Outside of the house is where it gets real Dominican. Depending on who died and his/her impact in the community, there can be up to hundreds of guests. Get a whole bunch of Dominicans together and what do you get? Gossip, brindis, professional storytellers, swarms of kids, people watching, bedazzled (black and/or white) clothes, and dominoes. Dominoes at a funeral? Yup, and don’t be surprised if the table is surrounded by a group of men drinking rum or beer either. The juxtaposition of the concept is almost unsettling – while groups of people tell boisterous stories or complain that the coffee they’ve been served arrived too late or is too sweet, the family of the deceased is doing their best to entertain guests while mourning a loved one. Personal views aside however, the spirit of a Dominican funeral is, like most occasions here, not intended to be morose or lackluster but rather social and commemorative.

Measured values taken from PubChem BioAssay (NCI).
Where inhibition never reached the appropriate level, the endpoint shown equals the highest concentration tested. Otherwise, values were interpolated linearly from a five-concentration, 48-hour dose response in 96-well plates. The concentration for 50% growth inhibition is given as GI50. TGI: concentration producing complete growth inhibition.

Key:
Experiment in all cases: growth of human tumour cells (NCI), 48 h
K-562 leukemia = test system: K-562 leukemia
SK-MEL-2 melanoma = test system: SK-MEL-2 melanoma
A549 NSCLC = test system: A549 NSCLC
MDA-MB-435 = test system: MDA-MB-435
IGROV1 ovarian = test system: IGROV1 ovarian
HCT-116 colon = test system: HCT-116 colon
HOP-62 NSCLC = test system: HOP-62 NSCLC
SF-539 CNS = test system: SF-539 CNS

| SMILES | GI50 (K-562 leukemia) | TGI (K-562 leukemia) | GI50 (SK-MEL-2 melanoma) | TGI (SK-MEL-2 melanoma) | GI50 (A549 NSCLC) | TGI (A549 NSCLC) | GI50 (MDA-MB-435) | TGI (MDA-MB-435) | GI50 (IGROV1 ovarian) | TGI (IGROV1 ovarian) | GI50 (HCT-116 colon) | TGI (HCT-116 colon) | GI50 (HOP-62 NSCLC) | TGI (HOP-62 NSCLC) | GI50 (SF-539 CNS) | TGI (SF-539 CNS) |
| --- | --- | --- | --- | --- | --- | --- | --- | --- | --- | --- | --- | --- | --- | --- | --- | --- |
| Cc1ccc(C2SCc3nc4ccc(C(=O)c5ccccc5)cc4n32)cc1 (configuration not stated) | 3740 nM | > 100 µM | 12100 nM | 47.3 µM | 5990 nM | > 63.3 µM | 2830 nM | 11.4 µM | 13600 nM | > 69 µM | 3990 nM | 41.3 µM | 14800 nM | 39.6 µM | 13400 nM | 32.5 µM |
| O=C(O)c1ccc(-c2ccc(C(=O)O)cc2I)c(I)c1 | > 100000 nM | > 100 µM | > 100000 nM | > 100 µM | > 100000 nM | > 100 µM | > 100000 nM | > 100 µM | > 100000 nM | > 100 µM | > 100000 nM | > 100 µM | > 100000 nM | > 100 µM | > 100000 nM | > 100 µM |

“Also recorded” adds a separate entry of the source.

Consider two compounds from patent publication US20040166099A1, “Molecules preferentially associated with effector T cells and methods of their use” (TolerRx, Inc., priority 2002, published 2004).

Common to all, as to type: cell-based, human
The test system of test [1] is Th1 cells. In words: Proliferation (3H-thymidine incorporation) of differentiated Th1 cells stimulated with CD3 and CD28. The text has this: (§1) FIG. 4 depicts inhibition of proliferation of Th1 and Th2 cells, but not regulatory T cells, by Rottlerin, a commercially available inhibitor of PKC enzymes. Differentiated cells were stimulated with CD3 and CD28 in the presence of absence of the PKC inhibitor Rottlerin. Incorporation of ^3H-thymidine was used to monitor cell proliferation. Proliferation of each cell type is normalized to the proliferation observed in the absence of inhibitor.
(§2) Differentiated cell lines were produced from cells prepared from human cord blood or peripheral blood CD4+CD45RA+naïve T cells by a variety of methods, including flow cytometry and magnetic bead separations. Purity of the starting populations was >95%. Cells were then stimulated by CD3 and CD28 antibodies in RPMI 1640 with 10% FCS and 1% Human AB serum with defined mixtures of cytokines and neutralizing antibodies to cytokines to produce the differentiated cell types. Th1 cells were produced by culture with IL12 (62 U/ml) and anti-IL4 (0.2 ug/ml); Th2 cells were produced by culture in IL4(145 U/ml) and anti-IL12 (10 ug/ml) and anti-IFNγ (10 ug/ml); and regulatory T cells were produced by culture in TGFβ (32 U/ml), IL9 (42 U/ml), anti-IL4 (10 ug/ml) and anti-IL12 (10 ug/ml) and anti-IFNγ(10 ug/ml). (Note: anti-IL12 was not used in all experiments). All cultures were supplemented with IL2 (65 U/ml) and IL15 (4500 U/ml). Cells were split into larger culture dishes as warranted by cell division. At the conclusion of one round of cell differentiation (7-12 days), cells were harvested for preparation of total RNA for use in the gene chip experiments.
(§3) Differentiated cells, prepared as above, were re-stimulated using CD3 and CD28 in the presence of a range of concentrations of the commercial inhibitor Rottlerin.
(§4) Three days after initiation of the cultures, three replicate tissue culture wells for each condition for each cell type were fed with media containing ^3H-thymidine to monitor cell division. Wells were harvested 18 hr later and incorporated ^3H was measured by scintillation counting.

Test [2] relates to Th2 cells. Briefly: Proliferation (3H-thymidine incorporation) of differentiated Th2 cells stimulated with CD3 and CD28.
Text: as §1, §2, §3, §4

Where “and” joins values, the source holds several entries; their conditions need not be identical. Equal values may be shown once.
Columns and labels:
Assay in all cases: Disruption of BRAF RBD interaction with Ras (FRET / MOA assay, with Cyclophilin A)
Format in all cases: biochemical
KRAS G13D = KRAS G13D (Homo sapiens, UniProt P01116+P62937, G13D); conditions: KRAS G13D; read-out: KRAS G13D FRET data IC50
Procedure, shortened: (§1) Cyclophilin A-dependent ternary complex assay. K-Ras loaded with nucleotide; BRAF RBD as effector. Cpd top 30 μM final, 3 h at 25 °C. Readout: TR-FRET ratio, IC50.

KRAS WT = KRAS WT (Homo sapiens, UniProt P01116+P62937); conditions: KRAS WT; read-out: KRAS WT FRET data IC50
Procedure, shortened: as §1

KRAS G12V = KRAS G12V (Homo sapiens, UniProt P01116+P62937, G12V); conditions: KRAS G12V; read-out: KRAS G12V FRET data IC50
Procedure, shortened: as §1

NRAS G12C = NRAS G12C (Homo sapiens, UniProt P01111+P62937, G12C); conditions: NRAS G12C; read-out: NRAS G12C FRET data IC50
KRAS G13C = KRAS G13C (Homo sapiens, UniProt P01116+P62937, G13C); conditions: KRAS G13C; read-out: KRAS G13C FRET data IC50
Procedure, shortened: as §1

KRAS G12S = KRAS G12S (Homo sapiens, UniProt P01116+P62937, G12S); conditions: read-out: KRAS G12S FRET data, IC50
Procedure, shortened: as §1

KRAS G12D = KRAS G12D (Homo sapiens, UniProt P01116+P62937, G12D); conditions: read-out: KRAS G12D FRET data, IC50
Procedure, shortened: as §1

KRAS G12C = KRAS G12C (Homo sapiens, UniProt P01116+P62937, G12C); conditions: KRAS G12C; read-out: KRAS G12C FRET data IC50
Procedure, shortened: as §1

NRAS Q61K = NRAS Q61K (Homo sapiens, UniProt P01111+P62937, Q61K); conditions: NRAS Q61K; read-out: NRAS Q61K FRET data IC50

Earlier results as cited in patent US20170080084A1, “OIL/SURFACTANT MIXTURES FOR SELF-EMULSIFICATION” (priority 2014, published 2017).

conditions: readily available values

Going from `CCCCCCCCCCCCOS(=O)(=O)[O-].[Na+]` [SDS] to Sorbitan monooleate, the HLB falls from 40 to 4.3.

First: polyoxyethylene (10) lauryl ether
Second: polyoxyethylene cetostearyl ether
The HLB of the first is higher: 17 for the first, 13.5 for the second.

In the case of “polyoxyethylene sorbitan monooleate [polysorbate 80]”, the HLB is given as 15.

Once the deceased has been prayed over and is taken to the cemetery on the outskirts of town, the masses disperse, leaving trash and puffy-eyed relatives in its wake (pun intended?).  At first I was quite uncomfortable by the idea of funerals but interestingly enough, I’ve now seen more dead people in the past 6 months than any other time of my life combined.  I don’t even think that I could write such a detailed description of American funerals because 1) I’m lucky to still have most of my immediate family alive and 2) I found them depressing and intimidating. Now that I’ve been to so many here, the majority of those of people who I didn’t even know, I’m gauging the significance of attending events to simply show support and interest. Families are appreciative when they see that I’ve come to pay my respects, and in exchange I’ve enjoyed practicing small talk, comparing cross-cultural traditions, and understanding the intricate interconnectedness of the families here.